3. A pluralistic, multi-party, parliamentary democracy is established with genuine elections, freedom of speech and worship.
At the moment, everyone is saying the right thing. The military has dissolved parliament, suspended the constitution, and said they would be in power for only a matter of months until free elections could be held. They have promised genuine reform and a swift transfer to civilian government. The Muslim Brotherhood, whom many westerners fear could take over Egypt and install an Islamist dictatorship, has said they would not field a candidate for President and are committed to a multi-party state. The the average person in Tahrir (Liberation) Square has said repeatedly that they want freedom for all.
One gauge of genuine change would be if the military lifts the Emergency Laws. If so, then their commitment to change would be affirmed. Another sign involves the Muslim Brotherhood, Egypt’s largest opposition group. Is it truly committed to non-violence and multi-party democracy and pluralism, or are their recent soothing statements just tactical? Time will tell.
What’s likely to happen to Egypt in the future. The 1979 peace treaty with Israel is one key area. Though it has been an unfriendly and even cold peace, the treaty has held. The Israeli embassy is still open in Cairo. Will a change of government, especially an Islamist-dominated one, tear up the peace treaty?
Not necessarily. As much as Egypt may be wary of Israel, it neither has the money nor the will to fight another war, anytime soon. War-weariness was one of the key reasons that former Egyptian President Anwar al Sadat (1970-1981) signed the peace treaty in the first place. As always in the Middle East, relationships, like the history, can be deep and complicated. So, for the moment, the treaty is safe.
Is Egypt part of end-time prophecy? Yes, but not in the manner one would expect for such a major power. Consider two important Bible prophecies. One is Psalm 83, which speaks of a coalition of neighboring nations conspiring to destroy Israel. ‘They have said, Come, and let us cut them off from being a nation; that the name of Israel may be no more in remembrance’ (Psalm 83:4 KJV). There is a list of conspirators, including Israel’s near neighbours of Lebanon, Syria, and Jordan, though they are not labelled as such. Yet Egypt receives no explicit mention whatsoever. Israel apparently survives the fray. To our knowledge, Psalm 83 is yet-to-be fulfilled and could be the next item on the prophetic agenda. With unrest in Algeria, Yemen, Jordan, Iran, Bahrain, and even Libya, a coalescing of ‘raging nations’ (Psalm 2:1), Psalm 83 could be nearer than we think.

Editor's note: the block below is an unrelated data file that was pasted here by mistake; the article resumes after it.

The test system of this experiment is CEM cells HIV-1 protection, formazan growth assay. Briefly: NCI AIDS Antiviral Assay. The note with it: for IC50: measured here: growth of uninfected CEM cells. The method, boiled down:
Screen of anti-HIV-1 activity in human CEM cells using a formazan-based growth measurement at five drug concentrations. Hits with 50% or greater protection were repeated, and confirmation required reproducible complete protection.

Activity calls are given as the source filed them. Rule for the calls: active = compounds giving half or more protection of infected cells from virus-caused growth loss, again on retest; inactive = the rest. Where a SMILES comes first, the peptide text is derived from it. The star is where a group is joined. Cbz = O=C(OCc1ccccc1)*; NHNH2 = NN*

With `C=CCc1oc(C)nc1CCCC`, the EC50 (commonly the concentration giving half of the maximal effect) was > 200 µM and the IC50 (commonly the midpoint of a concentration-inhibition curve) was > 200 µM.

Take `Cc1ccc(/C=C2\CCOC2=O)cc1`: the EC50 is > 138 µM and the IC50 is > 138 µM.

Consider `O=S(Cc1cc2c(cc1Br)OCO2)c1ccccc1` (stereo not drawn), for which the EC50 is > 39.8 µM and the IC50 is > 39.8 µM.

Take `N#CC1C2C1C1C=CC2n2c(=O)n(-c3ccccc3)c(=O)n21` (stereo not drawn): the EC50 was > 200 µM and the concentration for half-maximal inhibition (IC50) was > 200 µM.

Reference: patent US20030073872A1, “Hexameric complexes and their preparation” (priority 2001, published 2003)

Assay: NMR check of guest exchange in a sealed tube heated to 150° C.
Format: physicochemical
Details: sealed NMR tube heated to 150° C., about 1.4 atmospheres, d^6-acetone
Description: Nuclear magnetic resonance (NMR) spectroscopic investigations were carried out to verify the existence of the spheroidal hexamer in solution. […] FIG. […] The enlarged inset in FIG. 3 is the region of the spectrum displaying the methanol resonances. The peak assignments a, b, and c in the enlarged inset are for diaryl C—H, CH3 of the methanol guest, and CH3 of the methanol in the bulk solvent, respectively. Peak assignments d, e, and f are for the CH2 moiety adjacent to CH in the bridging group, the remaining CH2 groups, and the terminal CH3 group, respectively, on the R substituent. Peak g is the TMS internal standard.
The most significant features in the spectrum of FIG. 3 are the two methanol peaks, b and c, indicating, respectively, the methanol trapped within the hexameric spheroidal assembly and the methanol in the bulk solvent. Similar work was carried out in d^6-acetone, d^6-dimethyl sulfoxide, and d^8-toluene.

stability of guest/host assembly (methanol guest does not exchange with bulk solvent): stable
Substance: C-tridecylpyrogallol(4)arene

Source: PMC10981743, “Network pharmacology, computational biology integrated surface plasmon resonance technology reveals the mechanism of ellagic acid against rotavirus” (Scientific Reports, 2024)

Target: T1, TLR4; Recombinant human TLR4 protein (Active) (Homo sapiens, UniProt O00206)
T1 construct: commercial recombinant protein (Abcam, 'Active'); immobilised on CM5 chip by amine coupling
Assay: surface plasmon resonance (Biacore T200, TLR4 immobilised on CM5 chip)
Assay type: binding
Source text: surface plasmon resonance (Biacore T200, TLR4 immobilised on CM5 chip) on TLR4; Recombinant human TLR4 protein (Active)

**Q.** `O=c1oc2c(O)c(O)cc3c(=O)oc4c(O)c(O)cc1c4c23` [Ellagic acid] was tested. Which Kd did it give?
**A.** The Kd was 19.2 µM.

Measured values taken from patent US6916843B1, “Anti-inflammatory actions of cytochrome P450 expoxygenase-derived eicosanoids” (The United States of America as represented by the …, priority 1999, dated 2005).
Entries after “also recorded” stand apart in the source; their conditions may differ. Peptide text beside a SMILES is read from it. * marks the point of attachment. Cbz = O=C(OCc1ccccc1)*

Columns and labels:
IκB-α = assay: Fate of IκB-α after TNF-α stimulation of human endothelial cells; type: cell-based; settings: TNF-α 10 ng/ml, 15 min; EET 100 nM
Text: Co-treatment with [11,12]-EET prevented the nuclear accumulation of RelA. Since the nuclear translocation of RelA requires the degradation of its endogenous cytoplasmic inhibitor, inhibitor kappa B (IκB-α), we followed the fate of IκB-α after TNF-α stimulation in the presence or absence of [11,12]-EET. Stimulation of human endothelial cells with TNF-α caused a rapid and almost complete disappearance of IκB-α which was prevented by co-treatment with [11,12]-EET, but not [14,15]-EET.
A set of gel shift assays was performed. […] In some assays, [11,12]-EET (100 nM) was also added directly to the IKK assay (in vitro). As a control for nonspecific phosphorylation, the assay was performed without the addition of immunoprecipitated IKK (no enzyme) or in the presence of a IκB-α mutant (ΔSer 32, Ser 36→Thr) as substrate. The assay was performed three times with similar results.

Then there is the monumental prophecy called Gog and Magog of Ezekiel 38-39.In it a great power from the north (traditionally identified as Russia) leads of a coalition of nations to destroy regathered Israel. These nations include Persia (Iran), Phut (Libya), and Cush (Ethiopia or Sudan). Note that Egypt is not mentioned and neither are Israel’s near neighbours. Were they neutralized after the Psalm 83 war? We need to watch and be sober (I Thessalonians 5:6).
After these horrible wars, comes a long-lasting future event. The superhighway from Egypt to Iraq via Israel, mentioned in Isaiah 19:23-25, is open for good. No longer adversaries, no longer in a state of war, no longer beset by corruption and tyranny, these nations make a glorious chain link of peace for the whole world to enjoy.
What’s next for Egypt? Ultimately, it is all good, all glory, and all God. May the LORD hasten His word to perform it!